Data Lakes vs. Data Warehouses

In the recent past I’ve spoken with several different teams who desire to “solve their data problems”. Most teams have a vague sense that there is probably a better way for them to manage their data, and they hear a lot of different solutions thrown at them. Maybe some of you are reading this now!

Here’s my attempt to distill the most frequent problems you might encounter and my understanding of the solutions that you could consider.

Data Lake

Problems Solved:

  • My data is scattered amongst several different locations. (Salesforce, Marketo, Stripe, Google Analytics, an application database, mobile backend, spreadsheets, etc.)

A data lake is a database that solves this single problem. It contains copies of all the data from various areas in your business in one database. It maintains the original format of the data. You can write SQL against this data lake and get your data out.

Note that in order to query a data lake, you must understand the structure of each of the data sources, since they’re copied directly into the data lake. And obviously you’ll need to know SQL (or have an engineering team that can craft the SQL for you, or assist you in crafting your SQL).

Data lakes are (typically) not hugely costly to build. It’s simply a matter of copying data from point A to point B.

You’ll (typically) use a SQL runner of some kind to get data out of your data lake. This is a tool that lets you input SQL, run the query, and see the results. Most teams I know that take this route end up dumping the results of their queries into CSV and using Excel or Google Sheets to perform deeper analysis, build pivot tables, construct visualizations for decks, build dashboards for monitoring, etc.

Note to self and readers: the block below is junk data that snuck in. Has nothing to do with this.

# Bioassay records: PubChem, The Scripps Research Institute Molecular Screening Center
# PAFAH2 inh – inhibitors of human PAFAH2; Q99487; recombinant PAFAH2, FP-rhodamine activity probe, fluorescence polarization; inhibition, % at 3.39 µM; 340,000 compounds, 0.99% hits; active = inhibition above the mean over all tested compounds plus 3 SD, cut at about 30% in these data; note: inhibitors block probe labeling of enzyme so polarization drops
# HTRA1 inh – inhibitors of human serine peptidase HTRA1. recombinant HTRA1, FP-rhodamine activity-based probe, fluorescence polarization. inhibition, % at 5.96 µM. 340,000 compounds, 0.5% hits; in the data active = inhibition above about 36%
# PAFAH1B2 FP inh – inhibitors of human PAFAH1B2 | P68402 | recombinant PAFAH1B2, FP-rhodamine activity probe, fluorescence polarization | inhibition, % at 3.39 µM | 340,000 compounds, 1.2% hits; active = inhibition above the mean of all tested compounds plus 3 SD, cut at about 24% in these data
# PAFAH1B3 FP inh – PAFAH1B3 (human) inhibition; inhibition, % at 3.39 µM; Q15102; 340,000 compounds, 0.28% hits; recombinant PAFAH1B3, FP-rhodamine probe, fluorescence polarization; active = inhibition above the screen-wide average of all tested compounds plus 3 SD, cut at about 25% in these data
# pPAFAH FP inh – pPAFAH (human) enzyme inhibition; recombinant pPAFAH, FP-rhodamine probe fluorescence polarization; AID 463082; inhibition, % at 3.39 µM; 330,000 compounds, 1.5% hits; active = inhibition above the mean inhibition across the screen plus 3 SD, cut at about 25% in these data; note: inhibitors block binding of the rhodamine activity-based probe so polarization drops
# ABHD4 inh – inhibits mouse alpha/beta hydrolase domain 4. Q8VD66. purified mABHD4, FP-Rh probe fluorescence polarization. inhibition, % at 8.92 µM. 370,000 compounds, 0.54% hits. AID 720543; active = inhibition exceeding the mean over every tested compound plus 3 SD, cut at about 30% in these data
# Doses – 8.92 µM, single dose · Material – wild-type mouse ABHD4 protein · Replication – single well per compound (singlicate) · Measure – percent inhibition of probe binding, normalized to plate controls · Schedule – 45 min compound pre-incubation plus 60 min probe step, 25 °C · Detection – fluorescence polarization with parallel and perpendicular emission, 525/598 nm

(I must also say that I rarely hear someone speak the work “data lake” in real life. This is simply a quasi-official word in the world of data engineering that has this very specific meaning.)

Data Warehouse

Problems Solved:

  • My data is scattered amongst several different locations. (Salesforce, Marketo, Stripe, Google Analytics, an application database, mobile backend, spreadsheets, etc.)
  • My data is stored in different formats (CSV, XML, JSON, etc)
  • My team doesn’t have the time / appetite to learn SQL in order to get their jobs done on a daily basis
  • My team must understand the implementation model of our application to do their jobs
  • I often see data that “isn’t quite right”. It’s inaccurate, or missing specific data, or mislabeled, etc.
  • My VP of Marketing is learning confusing engineering jargon to figure out what her or his data report means
  • Members of different teams at my company us different words to refer to the same business entity (“users”, “members”, “clients”, for example)
  • My people are using the same words to mean different things, which causes confusion between teams (e.g. “channel”)

A data warehouse is a carefully designed database that stores data from your businesses various data sources in one place.

Not only has the data been copied from its original source, but it has been combined in a meaningful way to produce a canonical central repository that lets business users get their questions answered. One user is one user is one user. Channels can be paid or organic, or can be more fine-grained.

In a data warehouse, data is stored in a format (usually a Star Schema) that lets business users (non-engineers) access the data without altering their conceptual model of the business they maintain in their heads. (This star schema is specific to the business, almost always denormalized, and formed using techniques of dimensional modeling to provide fast query performance, and fast iteration ability.)